Source: Stephen Dunn/Getty Images North America

1. Corey Seager: Los Angeles Dodgers

How can you pick against Seager for the top spot after the year he had last season? Seager’s offensive contribution was 33.9 runs above average in 2016, by far the best in the league. Oh, and on defense, he was 17.5 runs above average. Seager clobbered 26 home runs and scored 105 times in 2016, helping him to an OPS of .877 while accumulating 321 total bases. Seager filled up the trophy case in 2016, bringing home the National League Rookie of the Year, Silver Slugger, All-Star vote, and a third place voting in the MVP race. Is this kid seriously only 22 years old?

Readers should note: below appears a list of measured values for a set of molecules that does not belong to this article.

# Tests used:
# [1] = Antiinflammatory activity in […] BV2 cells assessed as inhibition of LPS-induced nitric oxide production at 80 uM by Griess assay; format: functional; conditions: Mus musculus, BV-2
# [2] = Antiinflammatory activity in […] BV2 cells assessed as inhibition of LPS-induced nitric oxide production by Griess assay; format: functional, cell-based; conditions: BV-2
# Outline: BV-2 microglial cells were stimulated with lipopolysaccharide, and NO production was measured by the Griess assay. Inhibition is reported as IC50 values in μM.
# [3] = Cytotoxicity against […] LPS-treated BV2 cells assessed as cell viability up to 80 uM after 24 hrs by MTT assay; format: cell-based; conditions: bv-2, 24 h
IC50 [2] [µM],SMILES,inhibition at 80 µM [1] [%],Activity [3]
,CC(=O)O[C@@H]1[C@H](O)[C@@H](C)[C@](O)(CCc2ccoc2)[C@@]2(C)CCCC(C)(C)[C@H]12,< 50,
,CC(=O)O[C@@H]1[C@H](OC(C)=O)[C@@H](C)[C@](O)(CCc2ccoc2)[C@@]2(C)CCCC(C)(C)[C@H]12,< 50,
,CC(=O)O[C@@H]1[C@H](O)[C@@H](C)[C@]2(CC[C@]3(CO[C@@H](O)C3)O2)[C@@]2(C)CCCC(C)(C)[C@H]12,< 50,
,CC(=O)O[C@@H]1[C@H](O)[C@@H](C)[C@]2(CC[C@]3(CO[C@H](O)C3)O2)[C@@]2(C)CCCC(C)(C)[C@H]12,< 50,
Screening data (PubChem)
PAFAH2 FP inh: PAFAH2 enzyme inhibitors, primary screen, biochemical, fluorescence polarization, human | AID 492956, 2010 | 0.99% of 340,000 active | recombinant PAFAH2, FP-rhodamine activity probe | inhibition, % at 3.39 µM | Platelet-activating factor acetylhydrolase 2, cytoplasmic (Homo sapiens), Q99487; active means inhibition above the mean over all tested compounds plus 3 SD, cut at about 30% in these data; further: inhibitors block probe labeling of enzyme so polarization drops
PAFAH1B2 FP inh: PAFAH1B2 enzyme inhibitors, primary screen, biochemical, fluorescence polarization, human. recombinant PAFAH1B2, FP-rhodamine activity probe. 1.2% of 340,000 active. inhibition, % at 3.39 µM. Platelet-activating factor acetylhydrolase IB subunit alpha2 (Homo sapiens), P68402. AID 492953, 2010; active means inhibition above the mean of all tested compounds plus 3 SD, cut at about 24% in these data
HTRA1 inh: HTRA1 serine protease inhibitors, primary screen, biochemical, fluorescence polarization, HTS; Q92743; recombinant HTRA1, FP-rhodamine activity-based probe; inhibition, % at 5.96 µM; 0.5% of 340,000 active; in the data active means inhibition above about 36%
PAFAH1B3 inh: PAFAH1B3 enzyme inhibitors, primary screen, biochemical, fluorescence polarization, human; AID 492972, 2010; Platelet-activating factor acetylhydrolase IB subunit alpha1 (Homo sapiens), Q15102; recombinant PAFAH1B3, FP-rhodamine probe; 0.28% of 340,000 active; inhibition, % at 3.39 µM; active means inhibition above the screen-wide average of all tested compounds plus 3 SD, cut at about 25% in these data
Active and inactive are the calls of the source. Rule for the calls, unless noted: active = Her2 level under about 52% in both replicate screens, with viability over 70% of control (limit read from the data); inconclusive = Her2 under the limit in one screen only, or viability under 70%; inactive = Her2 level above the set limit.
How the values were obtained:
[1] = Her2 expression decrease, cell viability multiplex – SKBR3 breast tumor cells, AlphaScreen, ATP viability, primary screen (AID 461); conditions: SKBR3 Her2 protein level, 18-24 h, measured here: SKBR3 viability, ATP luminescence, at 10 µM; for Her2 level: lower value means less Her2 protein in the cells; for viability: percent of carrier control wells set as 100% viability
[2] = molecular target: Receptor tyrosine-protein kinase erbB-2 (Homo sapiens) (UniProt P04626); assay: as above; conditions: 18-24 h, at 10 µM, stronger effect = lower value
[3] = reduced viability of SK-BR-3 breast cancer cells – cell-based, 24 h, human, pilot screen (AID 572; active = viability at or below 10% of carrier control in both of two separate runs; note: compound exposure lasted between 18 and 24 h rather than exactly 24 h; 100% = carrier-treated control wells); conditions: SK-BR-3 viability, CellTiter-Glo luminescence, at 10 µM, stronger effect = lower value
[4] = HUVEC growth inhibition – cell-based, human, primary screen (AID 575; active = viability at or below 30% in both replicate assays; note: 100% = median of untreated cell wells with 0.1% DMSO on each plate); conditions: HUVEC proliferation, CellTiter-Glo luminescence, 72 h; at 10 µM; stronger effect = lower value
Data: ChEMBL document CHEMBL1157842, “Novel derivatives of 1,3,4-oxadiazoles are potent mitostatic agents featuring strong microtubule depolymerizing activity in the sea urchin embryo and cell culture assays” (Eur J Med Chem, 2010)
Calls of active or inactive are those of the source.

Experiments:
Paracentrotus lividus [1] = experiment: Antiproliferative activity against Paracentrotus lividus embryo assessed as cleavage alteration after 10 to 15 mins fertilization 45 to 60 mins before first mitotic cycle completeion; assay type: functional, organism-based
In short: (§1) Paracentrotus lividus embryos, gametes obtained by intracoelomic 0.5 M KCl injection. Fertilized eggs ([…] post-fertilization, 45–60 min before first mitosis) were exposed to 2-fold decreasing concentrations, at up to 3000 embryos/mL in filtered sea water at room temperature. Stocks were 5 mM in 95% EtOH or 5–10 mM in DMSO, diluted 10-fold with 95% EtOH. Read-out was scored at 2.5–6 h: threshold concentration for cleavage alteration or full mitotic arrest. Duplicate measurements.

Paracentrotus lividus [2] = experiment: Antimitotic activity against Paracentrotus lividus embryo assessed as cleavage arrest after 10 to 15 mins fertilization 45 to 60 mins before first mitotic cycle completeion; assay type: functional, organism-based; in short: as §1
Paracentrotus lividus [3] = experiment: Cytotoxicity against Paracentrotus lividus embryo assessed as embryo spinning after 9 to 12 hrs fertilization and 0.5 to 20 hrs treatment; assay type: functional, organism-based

Honorable Mention:

Marcus Semien: Oakland Athletics. He has the power. Can he hit for contact and cut back on the strikeouts?